Sharing Heritage: Orkney World Heritage Site Fieldwalking Project celebrates £9900 Heritage Lottery Fund grant

Fieldwalking near Maes Howe, Mainland Orkney
Fieldwalking near Maes Howe, Mainland Orkney

Orkney Archaeology Society has received a Heritage Lottery Fund (HLF) Sharing Heritage grant, it was announced today. This exciting project, Orkney World Heritage Site Fieldwalking Project: Learning About Archaeology Amongst Orkney’s World Famous Monuments, in the West Mainland of Orkney and led by Orkney Archaeology Society with partners at the University of the Highlands and Islands Archaeology Institute, has been given £9900 to undertake archaeological fieldwalking in the Heart of Neolithic Orkney World Heritage Site Buffer Zone.
The project, due to start this week, aims to follow the process of a fieldwalking project from discovery in the field, through a series of archaeology workshops, culminating in a temporary exhibition at Tankerness House Museum in Kirkwall in the autumn. The project is open to local volunteers who will be trained in field practice, lithics, finds processing, map making, presenting results, report writing and the final museum exhibition, which will be run as a series of workshops throughout the year. There will also be a fieldwalking workshop run in collaboration with the Historic Environment Scotland Rangers at Stenness Primary School.

Axe butt found in a field in the stenness area
Axe butt found in a field in the Stenness area

Fieldwalking involves the surface collection of artefacts in ploughed fields on a grid so that distribution patterns over larger areas can be observed. Fieldwalking around Maes Howe and along the Ness of Brodgar peninsula has the potential to add a significant layer of landscape interpretations to the area. This will enhance the results from the recent World Heritage Area geophysical survey undertaken by the University’s Archaeology Institute. This revealed a multi-period landscape of enclosures, settlements, rig and furrow cultivation and prehistoric sites beneath the ground surface. Fieldwalking has already proved fruitful in the area with the discovery of Barnhouse Neolithic settlement by Professor Colin Richards in the 1980s using this technique. The current fieldwalking project will recover artefacts from every period – for example material from the WWII camps around Maes Howe- not just prehistoric finds, bringing the story of the landscape up to the present day.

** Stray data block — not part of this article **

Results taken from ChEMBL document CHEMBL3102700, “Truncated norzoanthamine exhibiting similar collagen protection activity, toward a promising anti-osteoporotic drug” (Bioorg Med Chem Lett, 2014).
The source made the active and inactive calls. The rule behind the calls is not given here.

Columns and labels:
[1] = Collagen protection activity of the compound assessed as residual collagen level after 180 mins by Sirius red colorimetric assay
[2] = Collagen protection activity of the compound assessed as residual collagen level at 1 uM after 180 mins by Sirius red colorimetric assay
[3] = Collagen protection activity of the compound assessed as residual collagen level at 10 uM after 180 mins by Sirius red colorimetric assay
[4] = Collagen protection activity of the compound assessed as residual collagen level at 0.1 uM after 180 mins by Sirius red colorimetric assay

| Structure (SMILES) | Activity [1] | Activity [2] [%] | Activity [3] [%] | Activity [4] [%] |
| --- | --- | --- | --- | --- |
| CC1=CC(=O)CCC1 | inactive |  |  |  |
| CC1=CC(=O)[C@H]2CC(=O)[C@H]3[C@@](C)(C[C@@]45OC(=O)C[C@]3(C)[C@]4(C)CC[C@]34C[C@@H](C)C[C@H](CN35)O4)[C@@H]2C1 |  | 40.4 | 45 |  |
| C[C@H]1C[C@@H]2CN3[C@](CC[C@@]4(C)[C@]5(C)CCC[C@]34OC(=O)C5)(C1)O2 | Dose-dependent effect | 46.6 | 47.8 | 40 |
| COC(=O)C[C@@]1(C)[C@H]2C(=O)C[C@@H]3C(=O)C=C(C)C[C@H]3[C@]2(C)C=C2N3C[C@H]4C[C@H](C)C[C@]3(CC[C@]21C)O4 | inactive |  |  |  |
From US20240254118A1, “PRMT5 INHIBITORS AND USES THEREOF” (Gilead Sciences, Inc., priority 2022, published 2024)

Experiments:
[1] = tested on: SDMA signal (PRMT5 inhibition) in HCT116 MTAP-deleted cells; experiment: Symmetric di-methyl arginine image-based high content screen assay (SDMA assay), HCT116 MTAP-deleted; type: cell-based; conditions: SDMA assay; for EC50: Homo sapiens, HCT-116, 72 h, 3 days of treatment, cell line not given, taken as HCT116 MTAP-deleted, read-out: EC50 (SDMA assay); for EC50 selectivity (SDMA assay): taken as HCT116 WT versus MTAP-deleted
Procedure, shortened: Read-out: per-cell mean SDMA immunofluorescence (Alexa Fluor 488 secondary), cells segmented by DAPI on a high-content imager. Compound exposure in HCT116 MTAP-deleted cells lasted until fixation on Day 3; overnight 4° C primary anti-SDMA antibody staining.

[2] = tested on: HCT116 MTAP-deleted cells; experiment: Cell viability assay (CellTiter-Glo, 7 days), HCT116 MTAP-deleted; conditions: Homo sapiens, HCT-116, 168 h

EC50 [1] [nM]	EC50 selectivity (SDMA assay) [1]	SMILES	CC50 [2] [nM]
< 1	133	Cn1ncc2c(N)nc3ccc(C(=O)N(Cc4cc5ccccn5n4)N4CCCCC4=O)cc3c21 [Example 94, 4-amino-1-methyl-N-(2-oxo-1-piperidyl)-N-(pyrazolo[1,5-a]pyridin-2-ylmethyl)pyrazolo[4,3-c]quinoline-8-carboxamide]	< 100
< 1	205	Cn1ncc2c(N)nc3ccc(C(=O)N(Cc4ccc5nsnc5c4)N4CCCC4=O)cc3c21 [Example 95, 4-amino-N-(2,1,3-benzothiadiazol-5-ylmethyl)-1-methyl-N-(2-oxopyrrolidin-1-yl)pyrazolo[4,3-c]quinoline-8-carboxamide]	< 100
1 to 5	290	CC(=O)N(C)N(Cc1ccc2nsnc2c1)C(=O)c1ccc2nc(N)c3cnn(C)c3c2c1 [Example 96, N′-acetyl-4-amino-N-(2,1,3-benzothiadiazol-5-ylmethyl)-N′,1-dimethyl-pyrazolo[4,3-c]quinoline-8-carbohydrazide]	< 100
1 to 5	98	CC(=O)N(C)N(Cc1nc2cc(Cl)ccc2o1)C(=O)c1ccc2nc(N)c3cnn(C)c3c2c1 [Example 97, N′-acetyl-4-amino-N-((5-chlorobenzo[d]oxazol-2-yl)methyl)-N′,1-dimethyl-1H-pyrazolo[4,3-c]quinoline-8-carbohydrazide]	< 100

There are a number of trainee places available for the fieldwalking and various follow up workshops. Contact Dan Lee at the Archaeology Institute if you wish take part. Volunteers are also needed to help with all aspects of the project.
The project is funded by the Heritage Lottery Fund, and supported in kind by Historic Environment Scotland, Orkney Museums, and Professor Mark Edmonds. Orkney Archaeology Society would like to thanks local landowners for supporting the project and allowing access to fields.
Martin Carruthers, OAS Chair said:
‘Orkney Archaeology Society are excited by this fantastic opportunity to support the local community in discovering the wealth of heritage below their feet in the Orkney World Heritage Area. We are looking forward to the excitement, enjoyment and learning that such projects can bring.’

Dan Lee, Archaeology Institute Lifelong Learning and Outreach Archaeologist said:
‘We are thrilled to be working with Orkney Archaeology Society in such an iconic landscape to provide learning experiences in archaeology for the local community. We hope that local volunteers and trainees will enjoy bringing new stories to this important landscape’

Lucy Casot, Head of the Heritage Lottery Fund Scotland, said: “Sharing Heritage is a wonderful opportunity for communities to delve into their local heritage and we are delighted to be able to offer this grant so that the Orkney World Heritage Site Fieldwalking Project can embark on a real journey of discovery. Heritage means such different things to different people, and HLF’s funding offers a wealth of opportunities for groups to explore and celebrate what’s important to them in their area.”

Contact Dan Lee (University of the Highlands and Islands Archaeology Institute) for more details and to register as a volunteer 01856 569214 Daniel.Lee@uhi.ac.uk